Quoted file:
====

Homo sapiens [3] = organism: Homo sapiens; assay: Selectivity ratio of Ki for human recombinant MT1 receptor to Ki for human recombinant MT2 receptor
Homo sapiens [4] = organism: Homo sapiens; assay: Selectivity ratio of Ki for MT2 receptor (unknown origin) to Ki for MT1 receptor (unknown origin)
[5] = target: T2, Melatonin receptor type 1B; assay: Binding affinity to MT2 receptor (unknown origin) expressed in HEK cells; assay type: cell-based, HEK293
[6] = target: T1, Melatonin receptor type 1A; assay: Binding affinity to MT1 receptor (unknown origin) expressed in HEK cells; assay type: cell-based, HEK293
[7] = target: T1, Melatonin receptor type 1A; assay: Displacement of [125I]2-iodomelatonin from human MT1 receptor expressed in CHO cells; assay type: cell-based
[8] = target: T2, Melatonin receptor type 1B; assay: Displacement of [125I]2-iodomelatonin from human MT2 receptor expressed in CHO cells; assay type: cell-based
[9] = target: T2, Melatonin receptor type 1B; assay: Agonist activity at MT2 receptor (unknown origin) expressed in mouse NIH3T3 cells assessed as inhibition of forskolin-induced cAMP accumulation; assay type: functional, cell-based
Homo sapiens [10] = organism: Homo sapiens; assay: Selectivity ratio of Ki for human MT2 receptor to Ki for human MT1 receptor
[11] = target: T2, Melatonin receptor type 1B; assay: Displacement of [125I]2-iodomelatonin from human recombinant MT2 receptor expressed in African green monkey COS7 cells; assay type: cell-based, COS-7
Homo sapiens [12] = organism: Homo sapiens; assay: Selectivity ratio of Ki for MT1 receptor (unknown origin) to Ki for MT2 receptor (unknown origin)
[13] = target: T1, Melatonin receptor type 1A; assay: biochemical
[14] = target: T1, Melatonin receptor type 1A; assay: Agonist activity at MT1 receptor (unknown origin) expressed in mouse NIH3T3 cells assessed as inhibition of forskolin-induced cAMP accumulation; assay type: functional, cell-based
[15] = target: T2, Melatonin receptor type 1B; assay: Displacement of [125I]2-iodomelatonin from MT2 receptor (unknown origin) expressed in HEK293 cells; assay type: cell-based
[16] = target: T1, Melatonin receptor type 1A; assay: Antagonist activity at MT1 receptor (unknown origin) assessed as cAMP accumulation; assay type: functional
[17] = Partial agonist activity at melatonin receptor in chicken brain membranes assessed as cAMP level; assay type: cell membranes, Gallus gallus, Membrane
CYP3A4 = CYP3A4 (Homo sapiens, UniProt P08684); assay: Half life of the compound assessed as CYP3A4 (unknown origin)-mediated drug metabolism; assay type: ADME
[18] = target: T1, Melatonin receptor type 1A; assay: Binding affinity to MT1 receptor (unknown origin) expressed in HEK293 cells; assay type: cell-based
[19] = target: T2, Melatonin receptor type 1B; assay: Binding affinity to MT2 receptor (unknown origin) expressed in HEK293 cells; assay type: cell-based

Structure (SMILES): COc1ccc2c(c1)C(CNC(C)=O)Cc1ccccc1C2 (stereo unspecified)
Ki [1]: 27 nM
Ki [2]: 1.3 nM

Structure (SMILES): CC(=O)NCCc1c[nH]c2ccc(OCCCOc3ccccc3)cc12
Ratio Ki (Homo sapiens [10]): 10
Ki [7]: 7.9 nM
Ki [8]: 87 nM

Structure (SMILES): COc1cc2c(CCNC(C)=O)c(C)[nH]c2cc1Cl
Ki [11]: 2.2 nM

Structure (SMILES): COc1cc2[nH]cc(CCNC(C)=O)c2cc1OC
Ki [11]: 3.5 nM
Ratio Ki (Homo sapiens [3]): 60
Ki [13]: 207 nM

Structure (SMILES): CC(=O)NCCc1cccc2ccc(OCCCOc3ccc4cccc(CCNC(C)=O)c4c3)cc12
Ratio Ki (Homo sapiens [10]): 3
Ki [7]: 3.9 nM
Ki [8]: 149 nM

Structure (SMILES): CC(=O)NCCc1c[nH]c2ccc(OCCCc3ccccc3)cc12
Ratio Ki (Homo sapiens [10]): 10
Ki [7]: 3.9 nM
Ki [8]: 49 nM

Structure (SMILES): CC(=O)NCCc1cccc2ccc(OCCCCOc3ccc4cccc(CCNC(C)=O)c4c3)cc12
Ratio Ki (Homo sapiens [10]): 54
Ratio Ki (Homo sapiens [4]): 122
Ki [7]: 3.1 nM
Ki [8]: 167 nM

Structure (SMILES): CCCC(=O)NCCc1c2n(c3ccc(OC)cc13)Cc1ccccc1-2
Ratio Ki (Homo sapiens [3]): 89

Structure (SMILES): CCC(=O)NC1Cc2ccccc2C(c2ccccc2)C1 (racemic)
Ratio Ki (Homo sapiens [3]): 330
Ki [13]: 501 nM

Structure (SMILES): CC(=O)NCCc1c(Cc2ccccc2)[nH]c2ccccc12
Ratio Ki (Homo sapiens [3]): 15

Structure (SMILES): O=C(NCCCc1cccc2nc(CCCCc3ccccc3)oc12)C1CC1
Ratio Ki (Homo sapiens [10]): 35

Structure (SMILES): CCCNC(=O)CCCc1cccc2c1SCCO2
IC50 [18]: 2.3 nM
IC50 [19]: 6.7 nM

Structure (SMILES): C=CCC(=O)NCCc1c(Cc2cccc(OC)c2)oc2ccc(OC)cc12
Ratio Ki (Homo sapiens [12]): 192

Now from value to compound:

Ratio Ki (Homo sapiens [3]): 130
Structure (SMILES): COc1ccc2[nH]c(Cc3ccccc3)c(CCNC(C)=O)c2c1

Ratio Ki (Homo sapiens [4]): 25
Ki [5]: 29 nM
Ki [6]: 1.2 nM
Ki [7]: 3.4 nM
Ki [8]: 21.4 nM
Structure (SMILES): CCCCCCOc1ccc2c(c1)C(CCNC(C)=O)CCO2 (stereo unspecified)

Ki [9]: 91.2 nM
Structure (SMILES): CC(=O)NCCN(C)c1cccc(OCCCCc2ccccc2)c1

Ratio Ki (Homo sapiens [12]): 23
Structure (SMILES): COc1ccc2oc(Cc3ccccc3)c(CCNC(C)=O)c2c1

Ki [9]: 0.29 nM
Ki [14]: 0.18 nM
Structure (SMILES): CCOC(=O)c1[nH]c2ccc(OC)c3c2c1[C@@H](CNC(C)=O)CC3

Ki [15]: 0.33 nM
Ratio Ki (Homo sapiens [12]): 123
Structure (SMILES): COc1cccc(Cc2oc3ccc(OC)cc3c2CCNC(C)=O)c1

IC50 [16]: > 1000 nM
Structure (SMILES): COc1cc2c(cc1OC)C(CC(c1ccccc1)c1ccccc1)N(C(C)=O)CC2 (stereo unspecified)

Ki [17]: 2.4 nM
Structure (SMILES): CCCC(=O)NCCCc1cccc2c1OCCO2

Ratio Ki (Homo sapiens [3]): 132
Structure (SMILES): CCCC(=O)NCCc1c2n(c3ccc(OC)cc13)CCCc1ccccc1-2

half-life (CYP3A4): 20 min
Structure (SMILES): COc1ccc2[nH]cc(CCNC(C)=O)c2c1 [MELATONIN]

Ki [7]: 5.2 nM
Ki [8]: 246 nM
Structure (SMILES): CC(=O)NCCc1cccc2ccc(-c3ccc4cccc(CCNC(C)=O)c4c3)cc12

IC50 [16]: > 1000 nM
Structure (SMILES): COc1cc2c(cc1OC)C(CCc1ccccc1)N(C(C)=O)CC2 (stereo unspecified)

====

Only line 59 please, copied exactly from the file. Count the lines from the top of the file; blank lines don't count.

Now from value to compound: